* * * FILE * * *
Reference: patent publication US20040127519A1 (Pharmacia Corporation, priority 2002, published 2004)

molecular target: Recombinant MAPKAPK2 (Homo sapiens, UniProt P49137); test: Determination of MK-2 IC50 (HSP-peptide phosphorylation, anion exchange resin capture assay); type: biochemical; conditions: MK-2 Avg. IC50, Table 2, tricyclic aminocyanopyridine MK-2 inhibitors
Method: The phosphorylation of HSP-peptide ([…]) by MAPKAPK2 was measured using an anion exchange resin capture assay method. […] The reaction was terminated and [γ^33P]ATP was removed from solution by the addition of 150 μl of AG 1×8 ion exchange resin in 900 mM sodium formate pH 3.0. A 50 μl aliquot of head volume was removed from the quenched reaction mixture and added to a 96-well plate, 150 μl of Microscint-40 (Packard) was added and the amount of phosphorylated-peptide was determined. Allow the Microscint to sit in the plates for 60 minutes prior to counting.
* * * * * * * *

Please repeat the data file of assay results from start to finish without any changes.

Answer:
Reference: patent publication US20040127519A1 (Pharmacia Corporation, priority 2002, published 2004)

molecular target: Recombinant MAPKAPK2 (Homo sapiens, UniProt P49137); test: Determination of MK-2 IC50 (HSP-peptide phosphorylation, anion exchange resin capture assay); type: biochemical; conditions: MK-2 Avg. IC50, Table 2, tricyclic aminocyanopyridine MK-2 inhibitors
Method: The phosphorylation of HSP-peptide ([…]) by MAPKAPK2 was measured using an anion exchange resin capture assay method. […] The reaction was terminated and [γ^33P]ATP was removed from solution by the addition of 150 μl of AG 1×8 ion exchange resin in 900 mM sodium formate pH 3.0. A 50 μl aliquot of head volume was removed from the quenched reaction mixture and added to a 96-well plate, 150 μl of Microscint-40 (Packard) was added and the amount of phosphorylated-peptide was determined. Allow the Microscint to sit in the plates for 60 minutes prior to counting.